Arthur Hayes, the Chief Executive Officer of 100x Group – the holding company in charge of BitMEX crypto exchange operations – has stepped down from his role, following charges from the US Commodity Futures Trading Commission (CFTC) and the Department of Justice (DoJ).
Per the official announcement, Hayes’ resignation comes alongside that of BitMEX’s other co-founder Samuel Reeds, who doubles as the company’s Chief Technical Officer. The resignations are both effective immediately.
Blockchain.news earlier reported that Hayes, Reed, and Ben Delo were operating the BitMEX platform illegally in the United States. Per the civil enforcement action levied against the trio, the BitMEX executives were also found guilty of refusing to implement and enforce a proper Know-Your-Customer (KYC) procedure, falling short in anti-money laundering (AML) procedures.
While Hayes and Reed are both relieved of all duties in the 100x Group and its associated subsidiaries, Ben Delo was placed on a leave of absence. Vivien Khoo, the company’s current Chief Operating Officer, is to be Hayes’ replacement and the Interim CEO while assuming additional operational responsibilities.
Additionally, Ben Radclyffe, in his role as Commercial Director, will have enhanced responsibility for client relationship handling and oversight of financial products. Speaking about the shift in leadership within BitMEX, Chairman of 100x Group David Wong assured users and said:
“These changes to our executive leadership mean we can focus on our core business of offering superior trading opportunities for all our clients through the BitMEX platform, whilst maintaining the highest standards of corporate governance. We have an exceptional senior leadership team who are well-placed to continue the growth and development of the 100x Group, including completion of the BitMEX User Verification Programme. It is business as usual for us and we thank all clients for their continued support.”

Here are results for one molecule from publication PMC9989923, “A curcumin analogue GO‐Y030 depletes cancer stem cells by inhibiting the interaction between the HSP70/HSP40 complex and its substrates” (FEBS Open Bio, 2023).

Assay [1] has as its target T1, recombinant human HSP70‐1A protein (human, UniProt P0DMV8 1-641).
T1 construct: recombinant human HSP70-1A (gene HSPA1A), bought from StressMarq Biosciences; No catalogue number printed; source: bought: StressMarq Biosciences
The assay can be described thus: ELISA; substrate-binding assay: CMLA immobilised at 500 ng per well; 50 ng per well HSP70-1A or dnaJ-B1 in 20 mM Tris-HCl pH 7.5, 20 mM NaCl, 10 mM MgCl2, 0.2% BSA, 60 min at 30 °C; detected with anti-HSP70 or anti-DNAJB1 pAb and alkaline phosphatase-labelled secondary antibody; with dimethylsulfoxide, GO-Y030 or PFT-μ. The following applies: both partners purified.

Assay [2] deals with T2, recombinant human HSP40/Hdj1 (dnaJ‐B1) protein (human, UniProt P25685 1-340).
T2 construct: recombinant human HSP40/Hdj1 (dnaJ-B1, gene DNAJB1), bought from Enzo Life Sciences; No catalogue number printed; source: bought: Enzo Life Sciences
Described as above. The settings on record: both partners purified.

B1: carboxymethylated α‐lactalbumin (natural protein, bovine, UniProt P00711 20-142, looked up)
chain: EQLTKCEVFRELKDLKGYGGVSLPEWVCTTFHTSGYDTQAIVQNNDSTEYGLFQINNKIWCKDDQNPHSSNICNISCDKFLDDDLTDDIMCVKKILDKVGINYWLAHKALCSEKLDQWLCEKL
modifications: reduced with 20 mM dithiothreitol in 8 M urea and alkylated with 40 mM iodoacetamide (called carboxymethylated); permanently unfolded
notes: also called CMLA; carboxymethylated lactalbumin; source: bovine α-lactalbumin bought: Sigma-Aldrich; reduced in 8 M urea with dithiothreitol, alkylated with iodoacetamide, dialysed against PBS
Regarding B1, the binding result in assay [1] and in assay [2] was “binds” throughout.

BitMEX Has Been on the Authorities’ Radar for Awhile
BitMEX’s recent woes have been preceded by bouts of crises and regulatory watch from the authorities. In March, the Financial Conduct Authority (FCA) in the UK, who is in charge of regulating financial markets and service firms in the nation, blew the whistle on the Seychelles-based crypto exchange for not being properly registered, a failure that gave BitMEX a good precedent for it being subsequently flagged and taken down by the CFTC.
The crypto exchange had to face further pressures with the recent outage it experienced in May. The entire regulatory debacle forced users to make withdraw their digital assets from the derivative trading platform, with transactions worth about $400 million in Bitcoin (BTC).
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